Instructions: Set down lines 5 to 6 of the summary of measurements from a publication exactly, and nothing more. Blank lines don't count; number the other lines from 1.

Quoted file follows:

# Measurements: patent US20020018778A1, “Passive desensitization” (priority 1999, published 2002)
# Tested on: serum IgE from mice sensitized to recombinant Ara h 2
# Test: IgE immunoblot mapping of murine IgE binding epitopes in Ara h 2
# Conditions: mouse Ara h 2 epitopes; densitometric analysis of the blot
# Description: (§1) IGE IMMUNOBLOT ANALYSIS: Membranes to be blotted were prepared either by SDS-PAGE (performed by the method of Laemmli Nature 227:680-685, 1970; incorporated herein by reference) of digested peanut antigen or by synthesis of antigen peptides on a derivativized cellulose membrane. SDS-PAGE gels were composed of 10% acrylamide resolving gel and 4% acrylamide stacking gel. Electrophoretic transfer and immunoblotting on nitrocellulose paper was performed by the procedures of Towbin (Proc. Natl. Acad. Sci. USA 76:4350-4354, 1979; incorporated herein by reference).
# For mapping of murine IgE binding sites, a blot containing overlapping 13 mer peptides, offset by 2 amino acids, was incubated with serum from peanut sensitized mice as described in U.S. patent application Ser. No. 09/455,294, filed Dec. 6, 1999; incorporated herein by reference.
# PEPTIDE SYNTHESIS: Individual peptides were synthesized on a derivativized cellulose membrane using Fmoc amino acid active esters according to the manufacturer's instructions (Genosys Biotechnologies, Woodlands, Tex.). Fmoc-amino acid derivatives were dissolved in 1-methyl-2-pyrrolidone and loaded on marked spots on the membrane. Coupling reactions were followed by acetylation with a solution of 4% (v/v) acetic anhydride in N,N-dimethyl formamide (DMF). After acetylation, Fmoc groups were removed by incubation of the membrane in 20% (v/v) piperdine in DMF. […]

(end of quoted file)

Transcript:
# Description: (§1) IGE IMMUNOBLOT ANALYSIS: Membranes to be blotted were prepared either by SDS-PAGE (performed by the method of Laemmli Nature 227:680-685, 1970; incorporated herein by reference) of digested peanut antigen or by synthesis of antigen peptides on a derivativized cellulose membrane. SDS-PAGE gels were composed of 10% acrylamide resolving gel and 4% acrylamide stacking gel. Electrophoretic transfer and immunoblotting on nitrocellulose paper was performed by the procedures of Towbin (Proc. Natl. Acad. Sci. USA 76:4350-4354, 1979; incorporated herein by reference).
# For mapping of murine IgE binding sites, a blot containing overlapping 13 mer peptides, offset by 2 amino acids, was incubated with serum from peanut sensitized mice as described in U.S. patent application Ser. No. 09/455,294, filed Dec. 6, 1999; incorporated herein by reference.